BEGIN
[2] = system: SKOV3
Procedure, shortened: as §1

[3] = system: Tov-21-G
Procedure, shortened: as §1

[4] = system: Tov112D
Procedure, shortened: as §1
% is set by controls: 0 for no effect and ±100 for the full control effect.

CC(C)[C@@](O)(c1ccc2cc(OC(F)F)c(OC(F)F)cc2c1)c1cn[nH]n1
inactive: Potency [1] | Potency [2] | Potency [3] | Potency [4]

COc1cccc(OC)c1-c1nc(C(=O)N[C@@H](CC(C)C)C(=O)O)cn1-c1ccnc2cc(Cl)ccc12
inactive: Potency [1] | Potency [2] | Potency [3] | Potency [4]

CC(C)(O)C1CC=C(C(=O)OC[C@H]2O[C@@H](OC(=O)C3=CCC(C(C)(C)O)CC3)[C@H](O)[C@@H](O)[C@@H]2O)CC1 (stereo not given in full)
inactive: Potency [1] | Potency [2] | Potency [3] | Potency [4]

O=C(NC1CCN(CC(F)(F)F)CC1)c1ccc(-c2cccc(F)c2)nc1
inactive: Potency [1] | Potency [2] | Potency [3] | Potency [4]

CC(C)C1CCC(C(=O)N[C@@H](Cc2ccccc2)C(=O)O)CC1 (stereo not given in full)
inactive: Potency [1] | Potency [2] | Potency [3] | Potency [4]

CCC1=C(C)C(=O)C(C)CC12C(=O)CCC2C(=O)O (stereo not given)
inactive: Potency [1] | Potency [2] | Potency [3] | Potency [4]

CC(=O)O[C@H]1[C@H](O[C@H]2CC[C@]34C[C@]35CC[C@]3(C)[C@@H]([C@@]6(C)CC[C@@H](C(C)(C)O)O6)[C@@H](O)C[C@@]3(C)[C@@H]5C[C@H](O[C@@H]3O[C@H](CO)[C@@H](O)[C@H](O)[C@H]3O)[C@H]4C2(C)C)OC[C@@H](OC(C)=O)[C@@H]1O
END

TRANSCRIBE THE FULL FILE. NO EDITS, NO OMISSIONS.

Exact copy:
[2] = system: SKOV3
Procedure, shortened: as §1

[3] = system: Tov-21-G
Procedure, shortened: as §1

[4] = system: Tov112D
Procedure, shortened: as §1
% is set by controls: 0 for no effect and ±100 for the full control effect.

CC(C)[C@@](O)(c1ccc2cc(OC(F)F)c(OC(F)F)cc2c1)c1cn[nH]n1
inactive: Potency [1] | Potency [2] | Potency [3] | Potency [4]

COc1cccc(OC)c1-c1nc(C(=O)N[C@@H](CC(C)C)C(=O)O)cn1-c1ccnc2cc(Cl)ccc12
inactive: Potency [1] | Potency [2] | Potency [3] | Potency [4]

CC(C)(O)C1CC=C(C(=O)OC[C@H]2O[C@@H](OC(=O)C3=CCC(C(C)(C)O)CC3)[C@H](O)[C@@H](O)[C@@H]2O)CC1 (stereo not given in full)
inactive: Potency [1] | Potency [2] | Potency [3] | Potency [4]

O=C(NC1CCN(CC(F)(F)F)CC1)c1ccc(-c2cccc(F)c2)nc1
inactive: Potency [1] | Potency [2] | Potency [3] | Potency [4]

CC(C)C1CCC(C(=O)N[C@@H](Cc2ccccc2)C(=O)O)CC1 (stereo not given in full)
inactive: Potency [1] | Potency [2] | Potency [3] | Potency [4]

CCC1=C(C)C(=O)C(C)CC12C(=O)CCC2C(=O)O (stereo not given)
inactive: Potency [1] | Potency [2] | Potency [3] | Potency [4]

CC(=O)O[C@H]1[C@H](O[C@H]2CC[C@]34C[C@]35CC[C@]3(C)[C@@H]([C@@]6(C)CC[C@@H](C(C)(C)O)O6)[C@@H](O)C[C@@]3(C)[C@@H]5C[C@H](O[C@@H]3O[C@H](CO)[C@@H](O)[C@H](O)[C@H]3O)[C@H]4C2(C)C)OC[C@@H](OC(C)=O)[C@@H]1O